A storm aiming to dump up to a couple of feet of snow over the Sierra Nevada and wild weather in general in California Friday will swing Colorado way this weekend with heavy wet snow.
The storm has the potential to bring a foot or more of snow to the mountains and foothills of central and northern Colorado to southern Wyoming.
Portions of I-25, I-70 and I-80 are likely to be affected by slow travel for a time.
Colorado Springs, Denver, Fort Collins in Colorado and Cheyenne, Laramie and Rawlins in Wyoming appear to be in line for at least some wet snow with the foothills around Denver and Fort Collins perhaps receiving a sizable amount of the white stuff.
Due to the marginal temperatures with the storm, a significant amount of the precipitation will fall as rain out of the mountains, making for highly variable snowfall accumulations and forecast challenges.
Snow will wind down over the Sierra Nevada tonight. The bulk of the snow will fall over Colorado during Saturday night into early Sunday. This map shows accumulations through 6:00 p.m. MDT Saturday.
In addition, if the storm were to swing farther south or north from the Rockies, it could correspondingly result in a south-north shift in the accumulating snow away from the mountains.
It does appear that a band of snow will emerge from the Rockies and spill over the northern Plains and into the Upper Midwest later in the weekend. A temperature difference of a couple of degrees will make or break snowfall for these areas.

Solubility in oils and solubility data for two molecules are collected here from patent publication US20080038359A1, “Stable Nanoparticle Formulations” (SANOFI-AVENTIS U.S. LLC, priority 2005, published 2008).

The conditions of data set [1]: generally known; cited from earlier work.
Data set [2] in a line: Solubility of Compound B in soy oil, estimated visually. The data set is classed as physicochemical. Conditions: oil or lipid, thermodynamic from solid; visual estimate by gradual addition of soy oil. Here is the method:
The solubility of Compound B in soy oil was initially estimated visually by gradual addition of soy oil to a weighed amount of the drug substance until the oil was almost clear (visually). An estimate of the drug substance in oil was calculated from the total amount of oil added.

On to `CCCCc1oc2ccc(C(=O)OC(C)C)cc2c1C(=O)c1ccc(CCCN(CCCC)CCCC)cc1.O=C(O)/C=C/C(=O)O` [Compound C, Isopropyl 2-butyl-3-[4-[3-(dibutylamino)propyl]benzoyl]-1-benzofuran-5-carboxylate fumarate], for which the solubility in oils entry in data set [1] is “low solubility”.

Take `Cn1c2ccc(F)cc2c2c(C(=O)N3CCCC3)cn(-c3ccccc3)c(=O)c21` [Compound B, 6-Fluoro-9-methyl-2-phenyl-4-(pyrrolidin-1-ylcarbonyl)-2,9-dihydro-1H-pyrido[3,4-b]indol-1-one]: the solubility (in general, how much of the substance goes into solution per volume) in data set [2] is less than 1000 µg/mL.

Since part of the snow will fall at night, it will have a chance of bringing slush on road surfaces even out of the mountains.
In the high country of Colorado, roads are likely to be a mess for a time.
The same storm system could produce a major tornado outbreak over the Plains this weekend.
Severe thunderstorms with the risk of a few tornadoes will advance eastward across the northern Plains and Upper Midwest into Friday.
A dangerous outbreak of severe storms will strike the northern High Plains and Canadian Prairies on Wednesday.
Join us on Thursday for AccuWeather LIVE as we will discuss the debate of climate change and hurricane frequency and the top five things you need to know about summer weather.
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Philadelphia, PA (1994)
Strong thunderstorm winds blew off a large section of a hanger roof and also damaged two aircraft.
A violent tornado started west of the Hudson River, then travelled on to Poughkeepsie, Waterbury, North Haven, Milford, and Branford line into Long Island Sound. Extensive damage; funnel looked like an "aurora borealis." At New Milford, 28 buildings were destroyed or damaged. A barn door was carried 9 miles from its original site.
Custer Creek, MT (1938)
Cloudburst; 48 killed in a train wreck.